Hockey is the only sport where Michigan Tech participates at the Division I level, all other Tech athletic teams are in Division II. Hockey is a popular sport for many students at Michigan Tech, in the 1983-84 school year, there were 52 intramural hockey teams, with over 10% of their students playing hockey.
Over the years, many of Michigan Tech's hockey players were picked as First Team All-American including: Eddie Maki-G, Bob Monahan-D, John Kosiancic-W, Paul Cappo-C, George Cuculick-G, Gerald Sullivan-C, Louis Angotli-W, Henry Akervall-D, Elov Seger-D, Garry Bauman-G, George Hill-C, Bruce Ruitta-D, Tony Esposito-G, Rick Best-G, Gary Milroy-C, Al Karlander-C, Rob Murry-D, Morris Trewin-G, Mike Zuke-C, Jim Nahrgang-D, Bob D'Alvise-C, George Lyle-W, Tim Watters-D, and Jamie Ram-G. Twenty one of these players were coached by John MacInnes.
Over 400 Michigan Tech players have gone on to play pro/semi pro hockey according to www.hockeydb.com
A wonderful History of Michigan Tech Hockey starting with the 1919 season, can be found on the Michigan Tech web page.
At the turn of the century other skating rinks besides The Palace Rink in Ripley included: The Verville in Hancock, The Washburn in Houghton, and The Hamil in Ripley-Hancock which folded when the Amphidrome was built.
"The line up of that "first Pro team" had Wally Washburn in the net, Doc Gibson at cover point, Delaney at point, Doc Willson at right wing, Potter at left wing, Rowe at forward and Haller at rover. The highly rated officials at the time were C. Yates and Dr. HB. Harkness. The early teams operated out of the Palace Rink in Ripley, but in 1902 James R. Dee, with the wholehearted support of local citizens built the "Old Amphidrome" so that "his teams" would have a place to play." according the DMG, August 1, 1961. In this 1961 article, written by Mr. Rene Adams, Michigan Tech's Athletic Publicist: "Wally Washburn was the only living hockey player on the first Portage Lake team. Wallie's career extended through 1902, being cut short by leg and knee injuries."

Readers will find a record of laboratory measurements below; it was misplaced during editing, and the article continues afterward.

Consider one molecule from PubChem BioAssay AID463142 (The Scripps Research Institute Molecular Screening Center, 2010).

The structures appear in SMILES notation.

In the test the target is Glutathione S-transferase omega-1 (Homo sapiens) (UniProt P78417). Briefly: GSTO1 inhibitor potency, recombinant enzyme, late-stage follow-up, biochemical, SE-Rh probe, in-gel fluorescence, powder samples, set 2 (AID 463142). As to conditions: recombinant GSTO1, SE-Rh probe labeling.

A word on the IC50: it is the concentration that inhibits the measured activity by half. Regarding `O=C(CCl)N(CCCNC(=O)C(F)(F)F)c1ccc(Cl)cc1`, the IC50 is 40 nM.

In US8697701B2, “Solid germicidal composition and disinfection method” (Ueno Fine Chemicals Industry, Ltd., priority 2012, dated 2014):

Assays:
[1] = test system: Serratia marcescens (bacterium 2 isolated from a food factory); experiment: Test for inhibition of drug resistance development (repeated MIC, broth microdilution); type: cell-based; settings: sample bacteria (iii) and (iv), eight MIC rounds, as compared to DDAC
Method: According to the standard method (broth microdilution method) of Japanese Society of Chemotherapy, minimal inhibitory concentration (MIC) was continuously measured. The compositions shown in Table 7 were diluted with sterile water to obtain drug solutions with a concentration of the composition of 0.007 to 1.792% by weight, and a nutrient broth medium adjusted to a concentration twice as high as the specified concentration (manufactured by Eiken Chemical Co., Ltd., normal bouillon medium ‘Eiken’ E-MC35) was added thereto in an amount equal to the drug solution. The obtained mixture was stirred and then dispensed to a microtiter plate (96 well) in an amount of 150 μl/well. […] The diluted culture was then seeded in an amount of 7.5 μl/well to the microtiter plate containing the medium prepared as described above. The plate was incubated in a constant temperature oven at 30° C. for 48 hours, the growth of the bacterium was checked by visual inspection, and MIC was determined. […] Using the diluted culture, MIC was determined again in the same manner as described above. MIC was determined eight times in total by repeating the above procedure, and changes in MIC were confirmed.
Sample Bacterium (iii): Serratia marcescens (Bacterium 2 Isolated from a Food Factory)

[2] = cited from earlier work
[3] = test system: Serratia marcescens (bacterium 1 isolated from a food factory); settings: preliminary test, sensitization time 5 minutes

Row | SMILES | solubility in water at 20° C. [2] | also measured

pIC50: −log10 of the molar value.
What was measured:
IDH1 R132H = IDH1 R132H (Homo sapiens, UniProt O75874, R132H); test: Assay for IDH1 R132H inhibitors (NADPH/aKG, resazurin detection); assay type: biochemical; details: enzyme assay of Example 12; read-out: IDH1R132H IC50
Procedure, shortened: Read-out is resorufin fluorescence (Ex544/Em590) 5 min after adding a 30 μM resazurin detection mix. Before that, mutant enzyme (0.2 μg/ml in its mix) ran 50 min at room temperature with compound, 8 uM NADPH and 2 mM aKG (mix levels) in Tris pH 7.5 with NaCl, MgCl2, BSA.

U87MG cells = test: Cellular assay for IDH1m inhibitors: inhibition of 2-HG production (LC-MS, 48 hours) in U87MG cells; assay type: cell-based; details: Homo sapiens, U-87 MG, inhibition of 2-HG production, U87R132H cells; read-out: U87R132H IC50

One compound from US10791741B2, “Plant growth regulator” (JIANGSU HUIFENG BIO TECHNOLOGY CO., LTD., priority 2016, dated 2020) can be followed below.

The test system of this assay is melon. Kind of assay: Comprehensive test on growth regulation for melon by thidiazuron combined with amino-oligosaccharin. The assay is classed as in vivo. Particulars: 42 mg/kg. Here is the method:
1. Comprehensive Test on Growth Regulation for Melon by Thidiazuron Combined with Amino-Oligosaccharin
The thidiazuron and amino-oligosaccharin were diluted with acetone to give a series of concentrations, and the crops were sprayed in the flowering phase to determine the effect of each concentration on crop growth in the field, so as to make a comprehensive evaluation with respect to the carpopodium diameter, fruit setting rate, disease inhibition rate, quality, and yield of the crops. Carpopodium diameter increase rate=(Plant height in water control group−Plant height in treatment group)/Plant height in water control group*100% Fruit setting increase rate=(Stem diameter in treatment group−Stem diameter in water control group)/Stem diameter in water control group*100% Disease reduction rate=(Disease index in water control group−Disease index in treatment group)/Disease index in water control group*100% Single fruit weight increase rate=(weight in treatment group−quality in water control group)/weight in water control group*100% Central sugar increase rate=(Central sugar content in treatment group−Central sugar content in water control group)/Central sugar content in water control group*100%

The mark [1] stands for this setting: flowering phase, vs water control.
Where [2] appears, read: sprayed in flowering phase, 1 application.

|1902 The Amphidrome (the "Drome") was built on the shore of Portage Lake in Houghton, Michigan with stock funds raised by James R. Dee, the "father of American hockey" for a cost of $16,000 It was built on the Ruppe property on Portage Lake. The rink was built two blocks from the Copper Range Rail Depot, one block from the South Shore Depot and one block from the Street Railway, to ensure ready access by spectators. It had seating for 2,500 hockey fans with standing room for another 600. At the time, Houghton had a population of 3,359 so perhaps there were a couple of townspeople who had not yet caught the hockey bug! The first game played in the rink was the Portage Lake team vs the Toronto Varsity on Monday Dec 29, 1902. In 1903, the local newspaper printed "The building [the Amphidrome] is one of the largest and most costly of its kind in the United States..."|
first hockey game was played at the Amphidrome on December 30, 1902.
On December 26, 1902, the Palace Ice Rink in Hancock/Ripley, closed permanently and it's manager became the Amphidrome Manager. The Palace ice rink was an abandoned mining building that had supporting posts in the middle, on the ice sheet, making a hockey game there somewhat challenging!
1902-03 A four team league played in Michigan's Upper Peninsula: Houghton, Hancock, Laurium and Sault Ste. Marie, all of Michigan.
1903 The first Championship Hockey Team from the Copper Country was the Portage Lake Hockey Team who were considered the Champions of the United States for the 1902-03 season. Their home ice was the original Amphidrome in Houghton, Michigan.
Portage Lakes 1902-03 Season:
Dec 27 Toronto Univ 2 - PL 13
|1902-03 Portage Lake
Champs of the United States
Top Row L-T: A Haller -Sub, J.H. Stephens, C.E. Webb -Manager, L.J. Ames -Trainer, J.C Baker -Point, Front row: J.L Gibson -C. Point and Captain, R. Rowe -Left, J.H. Jones -Goal, C.E. Wescott -Right, H.E. Meinke -Center. Paddy the Mascot dog.
Photo courtesy of Houghton County Museum
1903 to ? A number of local High Schools had hockey teams including ...................
1903 In the Fall of 1903, Doc Gibson and Manager Charles E. Webb took a ten day trip to Canada "for the purpose of arranging games with Canadian teams and also to pick up a player or two to fill out the Portage Lakes line. The team replaced the heavy brown sweaters with white neck and arm bands of the previous seasons with a green jersey, no bands or white neck, but retaining the winged Portage Lakes emblem." according to the local newspaper.